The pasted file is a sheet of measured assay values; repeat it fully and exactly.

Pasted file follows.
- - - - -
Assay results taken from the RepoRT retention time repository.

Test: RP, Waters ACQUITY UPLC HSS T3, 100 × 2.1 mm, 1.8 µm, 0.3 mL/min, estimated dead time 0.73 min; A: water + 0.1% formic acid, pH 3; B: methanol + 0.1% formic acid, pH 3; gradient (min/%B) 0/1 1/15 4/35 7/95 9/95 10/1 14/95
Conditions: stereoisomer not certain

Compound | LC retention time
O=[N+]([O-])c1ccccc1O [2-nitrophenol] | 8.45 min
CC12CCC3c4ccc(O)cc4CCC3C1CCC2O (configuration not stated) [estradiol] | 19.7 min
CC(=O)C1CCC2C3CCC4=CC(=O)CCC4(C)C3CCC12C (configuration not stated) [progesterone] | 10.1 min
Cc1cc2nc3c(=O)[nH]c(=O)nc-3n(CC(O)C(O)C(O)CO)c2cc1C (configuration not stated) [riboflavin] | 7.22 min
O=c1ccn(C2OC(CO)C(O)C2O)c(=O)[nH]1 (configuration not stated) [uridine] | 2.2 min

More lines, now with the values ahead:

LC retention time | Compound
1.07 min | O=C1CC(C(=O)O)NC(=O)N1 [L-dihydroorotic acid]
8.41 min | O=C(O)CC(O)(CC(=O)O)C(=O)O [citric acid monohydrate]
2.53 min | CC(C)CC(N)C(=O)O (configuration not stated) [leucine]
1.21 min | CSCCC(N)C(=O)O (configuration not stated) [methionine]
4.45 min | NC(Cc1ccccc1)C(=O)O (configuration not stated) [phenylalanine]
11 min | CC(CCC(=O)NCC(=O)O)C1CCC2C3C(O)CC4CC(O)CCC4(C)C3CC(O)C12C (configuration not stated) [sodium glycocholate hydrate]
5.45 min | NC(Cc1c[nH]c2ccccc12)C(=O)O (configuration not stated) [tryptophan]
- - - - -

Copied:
Assay results taken from the RepoRT retention time repository.

Test: RP, Waters ACQUITY UPLC HSS T3, 100 × 2.1 mm, 1.8 µm, 0.3 mL/min, estimated dead time 0.73 min; A: water + 0.1% formic acid, pH 3; B: methanol + 0.1% formic acid, pH 3; gradient (min/%B) 0/1 1/15 4/35 7/95 9/95 10/1 14/95
Conditions: stereoisomer not certain

Compound | LC retention time
O=[N+]([O-])c1ccccc1O [2-nitrophenol] | 8.45 min
CC12CCC3c4ccc(O)cc4CCC3C1CCC2O (configuration not stated) [estradiol] | 19.7 min
CC(=O)C1CCC2C3CCC4=CC(=O)CCC4(C)C3CCC12C (configuration not stated) [progesterone] | 10.1 min
Cc1cc2nc3c(=O)[nH]c(=O)nc-3n(CC(O)C(O)C(O)CO)c2cc1C (configuration not stated) [riboflavin] | 7.22 min
O=c1ccn(C2OC(CO)C(O)C2O)c(=O)[nH]1 (configuration not stated) [uridine] | 2.2 min

More lines, now with the values ahead:

LC retention time | Compound
1.07 min | O=C1CC(C(=O)O)NC(=O)N1 [L-dihydroorotic acid]
8.41 min | O=C(O)CC(O)(CC(=O)O)C(=O)O [citric acid monohydrate]
2.53 min | CC(C)CC(N)C(=O)O (configuration not stated) [leucine]
1.21 min | CSCCC(N)C(=O)O (configuration not stated) [methionine]
4.45 min | NC(Cc1ccccc1)C(=O)O (configuration not stated) [phenylalanine]
11 min | CC(CCC(=O)NCC(=O)O)C1CCC2C3C(O)CC4CC(O)CCC4(C)C3CC(O)C12C (configuration not stated) [sodium glycocholate hydrate]
5.45 min | NC(Cc1c[nH]c2ccccc12)C(=O)O (configuration not stated) [tryptophan]